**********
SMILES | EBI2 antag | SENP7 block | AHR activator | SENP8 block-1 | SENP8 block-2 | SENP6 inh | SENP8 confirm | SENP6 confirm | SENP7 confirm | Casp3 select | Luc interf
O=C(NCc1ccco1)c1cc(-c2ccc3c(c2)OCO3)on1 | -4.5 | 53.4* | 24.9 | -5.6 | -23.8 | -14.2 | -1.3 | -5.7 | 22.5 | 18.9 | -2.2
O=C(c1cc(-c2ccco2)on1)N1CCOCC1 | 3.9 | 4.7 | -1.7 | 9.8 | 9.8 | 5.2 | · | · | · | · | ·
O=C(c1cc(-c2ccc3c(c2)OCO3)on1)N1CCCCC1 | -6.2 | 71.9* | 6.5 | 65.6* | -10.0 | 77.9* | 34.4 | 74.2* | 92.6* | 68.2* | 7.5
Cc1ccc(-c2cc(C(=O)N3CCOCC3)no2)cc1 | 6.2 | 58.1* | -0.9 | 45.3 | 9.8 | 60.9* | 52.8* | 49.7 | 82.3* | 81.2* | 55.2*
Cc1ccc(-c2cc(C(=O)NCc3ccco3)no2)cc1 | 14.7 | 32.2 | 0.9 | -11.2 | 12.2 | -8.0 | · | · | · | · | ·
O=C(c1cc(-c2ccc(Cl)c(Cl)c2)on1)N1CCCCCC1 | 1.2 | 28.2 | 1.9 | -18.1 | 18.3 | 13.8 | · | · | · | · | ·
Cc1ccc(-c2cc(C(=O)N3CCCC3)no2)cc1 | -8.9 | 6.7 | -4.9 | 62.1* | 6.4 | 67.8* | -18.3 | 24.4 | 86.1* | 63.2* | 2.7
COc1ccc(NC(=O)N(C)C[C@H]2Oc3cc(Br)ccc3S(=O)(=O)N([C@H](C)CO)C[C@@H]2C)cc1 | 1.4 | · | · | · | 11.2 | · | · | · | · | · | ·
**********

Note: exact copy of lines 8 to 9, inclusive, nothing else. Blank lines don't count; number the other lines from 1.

Cc1ccc(-c2cc(C(=O)N3CCCC3)no2)cc1 | -8.9 | 6.7 | -4.9 | 62.1* | 6.4 | 67.8* | -18.3 | 24.4 | 86.1* | 63.2* | 2.7
COc1ccc(NC(=O)N(C)C[C@H]2Oc3cc(Br)ccc3S(=O)(=O)N([C@H](C)CO)C[C@@H]2C)cc1 | 1.4 | · | · | · | 11.2 | · | · | · | · | · | ·